The Presidential Advisor on Health, Dr Anthony Nsiah-Asare, has said the adoption of innovation and technology in the health sector has enabled the country to contain the spread of the coronavirus disease (COVID-19).
He said prior to the outbreak of the pandemic, the sector was already leveraging digital technology to complement, optimise and accelerate healthcare service in the country.
“It is important to note that the paradigm shift towards innovation and technology prior to the outbreak of the pandemic provided the foundation that has enabled the health system to stand firm and prevail in these difficult times.
“The government, through the Ministry of Health, has taken strategic steps to deploy the use of various innovations and technology as vehicles to increase access to healthcare delivery, improve evidence-based clinical decision-making, data governance for reporting and monitoring and cost efficiency to ultimately drive the process towards achieving universal health coverage,” Dr Nsiah-Asare said.
He mentioned logistics management information systems (LMIS), a technological system built to enhance the procurement and supply of medical items, the emergency medical drone programme and a human resource information system as some of the systems that had been adopted to facilitate effective healthcare delivery.
Dr Nsiah-Asare was speaking on the theme: “Improving access to healthcare systems in the new normal: Embracing technology”, at the opening of the 17th annual general and scientific meeting (AGSM) of the Ghana College of Physicians and Surgeons in Accra last Wednesday.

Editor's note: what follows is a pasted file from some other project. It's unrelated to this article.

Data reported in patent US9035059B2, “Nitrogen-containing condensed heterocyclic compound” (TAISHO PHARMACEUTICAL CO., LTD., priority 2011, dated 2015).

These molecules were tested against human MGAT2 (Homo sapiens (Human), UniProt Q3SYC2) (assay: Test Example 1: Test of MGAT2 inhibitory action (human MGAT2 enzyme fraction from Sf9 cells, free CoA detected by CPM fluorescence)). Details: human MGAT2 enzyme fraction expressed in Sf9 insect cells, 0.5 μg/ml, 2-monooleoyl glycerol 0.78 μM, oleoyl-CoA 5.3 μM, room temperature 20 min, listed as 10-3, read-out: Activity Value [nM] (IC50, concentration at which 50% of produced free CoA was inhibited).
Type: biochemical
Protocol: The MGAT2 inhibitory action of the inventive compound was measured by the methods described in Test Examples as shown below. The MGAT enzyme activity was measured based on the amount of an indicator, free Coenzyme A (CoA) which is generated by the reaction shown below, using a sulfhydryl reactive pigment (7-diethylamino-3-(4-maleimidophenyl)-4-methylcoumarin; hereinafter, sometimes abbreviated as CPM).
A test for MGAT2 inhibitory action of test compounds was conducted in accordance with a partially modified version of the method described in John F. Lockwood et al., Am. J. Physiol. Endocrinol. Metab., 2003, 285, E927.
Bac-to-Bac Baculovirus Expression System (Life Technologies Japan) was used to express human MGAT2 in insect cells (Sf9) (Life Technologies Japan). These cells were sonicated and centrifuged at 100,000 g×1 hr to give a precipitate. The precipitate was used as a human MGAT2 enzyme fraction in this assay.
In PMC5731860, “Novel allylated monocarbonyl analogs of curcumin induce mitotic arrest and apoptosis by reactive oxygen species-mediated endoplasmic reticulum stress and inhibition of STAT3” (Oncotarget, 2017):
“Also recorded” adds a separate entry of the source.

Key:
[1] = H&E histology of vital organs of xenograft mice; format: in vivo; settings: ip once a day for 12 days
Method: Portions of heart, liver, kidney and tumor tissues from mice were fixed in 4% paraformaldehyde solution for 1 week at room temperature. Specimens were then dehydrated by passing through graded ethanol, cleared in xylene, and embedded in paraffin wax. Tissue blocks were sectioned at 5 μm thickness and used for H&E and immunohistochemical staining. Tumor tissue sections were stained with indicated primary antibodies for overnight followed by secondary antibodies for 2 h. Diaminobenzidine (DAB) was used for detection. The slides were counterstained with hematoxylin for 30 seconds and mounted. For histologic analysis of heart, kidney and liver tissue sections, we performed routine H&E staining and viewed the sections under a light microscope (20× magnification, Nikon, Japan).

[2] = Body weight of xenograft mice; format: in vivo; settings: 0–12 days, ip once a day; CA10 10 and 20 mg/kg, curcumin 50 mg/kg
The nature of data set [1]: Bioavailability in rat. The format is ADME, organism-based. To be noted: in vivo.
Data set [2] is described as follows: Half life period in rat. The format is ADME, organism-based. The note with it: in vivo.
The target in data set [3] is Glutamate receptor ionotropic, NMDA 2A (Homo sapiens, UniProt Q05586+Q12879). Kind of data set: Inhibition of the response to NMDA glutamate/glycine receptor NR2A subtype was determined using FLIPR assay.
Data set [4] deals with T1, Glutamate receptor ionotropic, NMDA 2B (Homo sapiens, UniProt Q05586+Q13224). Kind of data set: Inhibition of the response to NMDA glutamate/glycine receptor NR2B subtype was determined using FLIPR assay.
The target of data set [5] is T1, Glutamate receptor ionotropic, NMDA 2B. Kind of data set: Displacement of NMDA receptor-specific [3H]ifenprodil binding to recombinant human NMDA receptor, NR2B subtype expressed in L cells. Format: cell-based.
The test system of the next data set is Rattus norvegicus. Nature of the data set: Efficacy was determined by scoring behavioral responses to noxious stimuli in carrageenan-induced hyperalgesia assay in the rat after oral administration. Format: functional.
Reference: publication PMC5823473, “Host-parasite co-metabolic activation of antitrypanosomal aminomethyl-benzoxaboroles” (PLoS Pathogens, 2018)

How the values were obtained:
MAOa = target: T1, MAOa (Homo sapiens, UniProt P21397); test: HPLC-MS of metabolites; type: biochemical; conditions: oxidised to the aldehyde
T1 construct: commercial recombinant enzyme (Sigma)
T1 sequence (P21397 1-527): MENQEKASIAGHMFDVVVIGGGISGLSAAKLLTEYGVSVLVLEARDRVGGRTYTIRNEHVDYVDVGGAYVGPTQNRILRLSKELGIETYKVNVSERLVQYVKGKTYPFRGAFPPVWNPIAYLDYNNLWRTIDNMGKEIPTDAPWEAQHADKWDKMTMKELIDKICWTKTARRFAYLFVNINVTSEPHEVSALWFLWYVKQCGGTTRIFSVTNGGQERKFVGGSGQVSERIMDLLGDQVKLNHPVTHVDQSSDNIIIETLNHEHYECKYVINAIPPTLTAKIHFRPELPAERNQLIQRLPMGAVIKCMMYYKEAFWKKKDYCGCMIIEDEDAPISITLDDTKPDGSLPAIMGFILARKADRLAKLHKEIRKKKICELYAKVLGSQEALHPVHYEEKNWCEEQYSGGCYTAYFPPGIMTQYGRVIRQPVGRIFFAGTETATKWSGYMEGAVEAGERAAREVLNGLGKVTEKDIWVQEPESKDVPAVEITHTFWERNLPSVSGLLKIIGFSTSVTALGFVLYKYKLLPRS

The three-day meeting is being attended by fellows and members of the council, as well as sister establishments.
A minute’s silence was observed in honour of its former Rector, Prof. Jacob Plange-Rhule, who is said to have died of COVID-19 on April 10, 2020.
Nine new members and 21 fellows who have specialised in various disciplines in Medicine and Dentistry were inducted into the college.
Presenting an overview of the college’s operations, its acting Rector, Dr Henry Lawson, said it had introduced a new modular diploma programme in Anaesthesia for medical officers to help train more anaesthetists of higher grade.
He said the college also graduated its first fellows in Gynaecological Oncology from the Faculty of Obstetrics and Gynaecology.
He mentioned the lack of funding for residency training as one of the challenges the college was facing.
“In line with the terms of condition of service signed between the Ghana Medical Association for doctors and dentists and the government, the latter agreed to fund the training of resident doctors directly, starting from the 2018/2019 academic year,” he said.
A Deputy Minister of Health, Dr Bernard Okoe-Boye, challenged fellows and members of the college to embark on extensive research on the COVID-19 pandemic to help find local remedies to the virus.
He said it would be beneficial to the people if members were able to generate local solutions for the disease for accelerated development.
He commended the management and staff of the college for their continuous training of doctors, which he said was needed to produce the human resource to address Ghana’s health challenges.
“Since its inception, the college has produced over 2,000 specialists, eligible doctors and about 200 consultants and eligible senior specialists,” he said.